HTTP triggers and the flow store



To cut to the chase on this somewhat longer note:

When using flow store variables
to pass information from HTTP request
triggers to HTTP response triggers, it
is good practice to explicitly unset
a flow store variable after it’s last
accessed in the response trigger.

Read on if you’re interested in why.

The “Flow.” object in an HTTP trigger is tied to the TCP connection between the HTTP client and HTTP server where the action is happening. So setting a variable associates the variable with the TCP connection, not directly with the HTTP request/response pair.

Through the use of HTTP persistent connections (aka keepalive), a single TCP connection commonly handles a sequence of multiple HTTP request/response pairs. That makes it possible to write trigger logic where a flow store variable is set in an early HTTP request trigger but lives on in a way that it’s available to future, unrelated HTTP response triggers.

Here’s an example of how that might happen.

Suppose you’re interested in analyzing web login traffic for a user named ‘charlie’ and that traffic is distinguishable because it includes ‘charlie’ in the HTTP request payload. Suppose that such a login HTTP request for ‘charlie’ flows over a TCP connection followed by a second non-login HTTP request. Here’s how the trigger logic might play out.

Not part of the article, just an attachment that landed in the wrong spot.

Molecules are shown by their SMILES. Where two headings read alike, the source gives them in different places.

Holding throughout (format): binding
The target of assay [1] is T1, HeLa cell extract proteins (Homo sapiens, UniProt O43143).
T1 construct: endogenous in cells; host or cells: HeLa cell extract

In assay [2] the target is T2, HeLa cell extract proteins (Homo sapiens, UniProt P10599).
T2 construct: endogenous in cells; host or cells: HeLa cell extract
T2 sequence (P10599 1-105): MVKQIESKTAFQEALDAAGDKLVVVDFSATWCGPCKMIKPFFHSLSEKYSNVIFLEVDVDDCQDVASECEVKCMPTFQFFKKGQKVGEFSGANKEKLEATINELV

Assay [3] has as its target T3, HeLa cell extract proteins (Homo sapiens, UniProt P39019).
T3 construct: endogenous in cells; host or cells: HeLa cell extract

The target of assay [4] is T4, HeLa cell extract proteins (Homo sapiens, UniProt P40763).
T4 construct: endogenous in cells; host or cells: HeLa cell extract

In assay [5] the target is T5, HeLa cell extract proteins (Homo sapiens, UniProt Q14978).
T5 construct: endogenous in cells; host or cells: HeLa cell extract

Trigger A executes on HTTP Request #1 (which does involve charlie logging in):

if http request payload mention charlie”charlie”   //this line is executed

Trigger B executes on the response to HTTP request #1: (which does involve charlie)

var user =   //user var correctly gets ‘charlie’
if user is charlie
   // processing continues

All good so far.

Trigger A later executes again on HTTP request #2 (which does not involve a charlie login):

if http request payload mention charlie”charlie”   
   exit   //this line is executed, userName does not get (re)set

Trigger B executes on response to HTTP request #2 (which again, does not involve charlie):

var user =   // user var incorrectly gets ‘charlie’ because it’s
                                 // associated with the flow and hasn’t been changed
                                 // or unset
if user is charlie
   // processing incorrectly continues

You can avoid this pitfall by paying careful attention to your logic across the A and B triggers to ensure such a code path isn’t possible. But one “sledgehammer” way to ensure such code paths don’t happen is to simply clear any flow variable after it’s been retrieved into a local trigger variable. In the example above, you would adapt the logic of trigger B by adding a line as follows:

var user = = null;
if user is charlie
   // processing continues


Thanks for laying this out for us - really nicely done.